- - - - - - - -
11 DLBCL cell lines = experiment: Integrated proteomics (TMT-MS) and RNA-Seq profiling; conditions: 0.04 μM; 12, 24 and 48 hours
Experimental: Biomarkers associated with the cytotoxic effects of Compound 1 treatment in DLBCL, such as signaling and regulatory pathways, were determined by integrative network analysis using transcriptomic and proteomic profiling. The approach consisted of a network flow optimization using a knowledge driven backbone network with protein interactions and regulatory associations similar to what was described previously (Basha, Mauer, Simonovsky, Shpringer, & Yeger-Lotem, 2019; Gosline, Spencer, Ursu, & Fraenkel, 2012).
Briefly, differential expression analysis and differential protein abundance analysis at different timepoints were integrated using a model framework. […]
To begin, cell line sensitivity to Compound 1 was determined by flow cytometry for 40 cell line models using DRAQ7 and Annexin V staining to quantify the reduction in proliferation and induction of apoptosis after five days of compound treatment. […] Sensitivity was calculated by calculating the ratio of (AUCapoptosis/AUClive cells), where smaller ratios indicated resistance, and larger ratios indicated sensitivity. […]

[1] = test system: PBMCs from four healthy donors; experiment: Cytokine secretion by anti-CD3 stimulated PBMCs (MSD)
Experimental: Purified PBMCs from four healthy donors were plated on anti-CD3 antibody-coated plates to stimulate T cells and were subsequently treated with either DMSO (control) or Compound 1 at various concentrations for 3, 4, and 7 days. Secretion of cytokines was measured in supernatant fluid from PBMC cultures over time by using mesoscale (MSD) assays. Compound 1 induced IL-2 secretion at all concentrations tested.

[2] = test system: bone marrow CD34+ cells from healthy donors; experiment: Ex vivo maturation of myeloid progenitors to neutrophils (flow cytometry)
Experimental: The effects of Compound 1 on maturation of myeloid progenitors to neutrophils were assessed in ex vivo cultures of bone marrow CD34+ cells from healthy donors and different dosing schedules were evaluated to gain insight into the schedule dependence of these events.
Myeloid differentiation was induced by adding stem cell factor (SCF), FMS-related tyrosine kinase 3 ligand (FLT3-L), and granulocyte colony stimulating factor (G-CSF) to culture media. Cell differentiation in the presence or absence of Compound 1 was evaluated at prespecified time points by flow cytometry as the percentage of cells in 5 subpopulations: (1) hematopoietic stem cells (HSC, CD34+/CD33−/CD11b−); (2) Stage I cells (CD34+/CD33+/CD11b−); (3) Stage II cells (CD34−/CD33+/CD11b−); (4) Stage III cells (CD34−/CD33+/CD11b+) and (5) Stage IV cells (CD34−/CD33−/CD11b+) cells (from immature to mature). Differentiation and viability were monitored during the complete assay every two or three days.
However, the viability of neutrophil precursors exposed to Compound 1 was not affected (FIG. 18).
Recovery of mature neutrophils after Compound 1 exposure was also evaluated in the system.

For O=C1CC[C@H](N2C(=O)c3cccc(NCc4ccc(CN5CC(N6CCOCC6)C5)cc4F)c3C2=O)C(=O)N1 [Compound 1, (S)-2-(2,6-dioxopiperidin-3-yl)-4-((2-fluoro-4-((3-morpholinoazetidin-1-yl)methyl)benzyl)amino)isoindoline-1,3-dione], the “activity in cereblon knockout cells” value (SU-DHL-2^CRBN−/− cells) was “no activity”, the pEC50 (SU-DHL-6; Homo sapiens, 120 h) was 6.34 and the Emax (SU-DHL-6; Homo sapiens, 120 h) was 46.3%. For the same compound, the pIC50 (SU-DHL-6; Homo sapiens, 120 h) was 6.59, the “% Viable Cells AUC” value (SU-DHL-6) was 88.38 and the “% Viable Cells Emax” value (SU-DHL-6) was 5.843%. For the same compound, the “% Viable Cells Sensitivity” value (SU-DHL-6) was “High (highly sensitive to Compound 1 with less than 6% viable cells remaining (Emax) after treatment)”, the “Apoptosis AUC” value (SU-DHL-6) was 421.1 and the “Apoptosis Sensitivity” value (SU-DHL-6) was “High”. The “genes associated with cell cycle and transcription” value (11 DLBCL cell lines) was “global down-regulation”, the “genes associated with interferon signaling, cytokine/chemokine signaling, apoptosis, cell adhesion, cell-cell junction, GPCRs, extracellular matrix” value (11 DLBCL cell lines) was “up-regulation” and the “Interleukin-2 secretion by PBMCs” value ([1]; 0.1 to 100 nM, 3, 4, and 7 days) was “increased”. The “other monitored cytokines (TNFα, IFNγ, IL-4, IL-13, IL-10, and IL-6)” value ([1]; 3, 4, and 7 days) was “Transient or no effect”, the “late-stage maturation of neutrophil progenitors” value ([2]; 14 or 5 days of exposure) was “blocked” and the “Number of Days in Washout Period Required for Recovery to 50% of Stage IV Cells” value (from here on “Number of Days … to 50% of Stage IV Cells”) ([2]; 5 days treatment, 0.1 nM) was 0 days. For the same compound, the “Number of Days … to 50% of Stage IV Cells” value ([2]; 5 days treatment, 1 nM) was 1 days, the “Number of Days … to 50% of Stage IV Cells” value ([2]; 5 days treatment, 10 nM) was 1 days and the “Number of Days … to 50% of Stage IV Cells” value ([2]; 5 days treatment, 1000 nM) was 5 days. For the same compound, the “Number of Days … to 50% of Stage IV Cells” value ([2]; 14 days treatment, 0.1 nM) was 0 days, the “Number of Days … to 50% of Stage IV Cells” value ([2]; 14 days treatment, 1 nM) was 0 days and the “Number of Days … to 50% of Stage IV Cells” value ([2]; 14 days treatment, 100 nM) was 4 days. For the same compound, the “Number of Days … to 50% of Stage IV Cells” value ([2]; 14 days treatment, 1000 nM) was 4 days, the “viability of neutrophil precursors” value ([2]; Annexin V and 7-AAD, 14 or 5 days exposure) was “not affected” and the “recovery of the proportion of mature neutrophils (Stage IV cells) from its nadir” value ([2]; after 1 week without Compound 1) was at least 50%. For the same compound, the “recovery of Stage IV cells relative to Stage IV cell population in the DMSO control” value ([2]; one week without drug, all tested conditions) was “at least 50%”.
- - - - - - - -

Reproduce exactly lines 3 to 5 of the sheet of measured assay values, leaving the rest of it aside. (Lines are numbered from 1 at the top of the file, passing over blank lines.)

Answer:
Briefly, differential expression analysis and differential protein abundance analysis at different timepoints were integrated using a model framework. […]
To begin, cell line sensitivity to Compound 1 was determined by flow cytometry for 40 cell line models using DRAQ7 and Annexin V staining to quantify the reduction in proliferation and induction of apoptosis after five days of compound treatment. […] Sensitivity was calculated by calculating the ratio of (AUCapoptosis/AUClive cells), where smaller ratios indicated resistance, and larger ratios indicated sensitivity. […]

[1] = test system: PBMCs from four healthy donors; experiment: Cytokine secretion by anti-CD3 stimulated PBMCs (MSD)